Track if Producers or Consumers are alive

Hi all,
in some cases (e.g. to clean up “stale” transports in the case a client is not sending or receiving rtp packets anymore after a timeout), it will be useful to keep track if a Producer or a Consumer is receiving / sending packets. I tried enableTraceEvent but I think this could degrade the server performance.
How about introducing a lastRtpProcessedTime property (or similar) for each Producer and Consumer? Or, more better, a rtpInactive event?


I’m tying to use transport.getStats() and track bytesSent and bytesReceived values.
I’m seeing that, even if the browser who created the transport instance is closed (without stopping the transport instance on server), the bytesSent value is incremented periodically (RTP probe packets?).

They may be RTP probation packets or regular RTP packets. If the server side transport and/or its consumers were not closed, it’s expected that mediasoup will keep sending RTP to the remote endpoint.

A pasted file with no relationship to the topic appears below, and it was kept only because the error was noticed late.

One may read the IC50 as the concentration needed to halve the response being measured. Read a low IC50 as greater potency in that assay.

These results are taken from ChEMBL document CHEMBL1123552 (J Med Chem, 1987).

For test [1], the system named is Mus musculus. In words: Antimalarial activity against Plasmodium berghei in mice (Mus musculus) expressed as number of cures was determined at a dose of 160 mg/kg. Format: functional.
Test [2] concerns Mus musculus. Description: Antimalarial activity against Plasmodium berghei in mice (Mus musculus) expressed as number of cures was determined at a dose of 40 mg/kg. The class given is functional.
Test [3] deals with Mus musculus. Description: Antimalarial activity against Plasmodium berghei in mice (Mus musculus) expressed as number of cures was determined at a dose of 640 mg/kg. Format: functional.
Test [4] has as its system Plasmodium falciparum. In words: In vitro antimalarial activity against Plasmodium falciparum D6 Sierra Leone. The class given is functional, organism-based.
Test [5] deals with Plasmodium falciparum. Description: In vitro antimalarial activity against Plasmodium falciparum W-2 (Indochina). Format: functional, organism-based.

This would be as inneficient as using the trace event, since we should send a message from C++ to Node for every received/sent RTP packet to tell about such a lastRtpProcessedTime.

Sounds better, but this is not so easy. What about simulcast streams? What about if no RTP is sent but just SCTP messages? Is it a per Producer event or a per Transport event?

Could you please describe a bit more your scenario & use case and why this is needed for you?

I need a mechanism to cleanup the transports that are not sending or receiving data from the corresponding client endpoint. For the moment, I’m using this code that tracks the bytesReceived value:

    transport.appData.stats = {
      bytesSent: 0,
      bytesReceived: 0,
      lastActivity: 0,
    transport.appData._getStats_t = setInterval(async () => {
      const stats = await transport.getStats();
      const now =;
      transport.appData.stats.bytesSent = stats[0].bytesSent;
      if (stats[0].bytesReceived > transport.appData.stats.bytesReceived) {
        transport.appData.stats.bytesReceived = stats[0].bytesReceived;
        transport.appData.stats.lastActivity = now;
      } else if (now - transport.appData.stats.lastActivity > 10 * 1000) {
        // inactivity detected, close the transport
        await transport.close();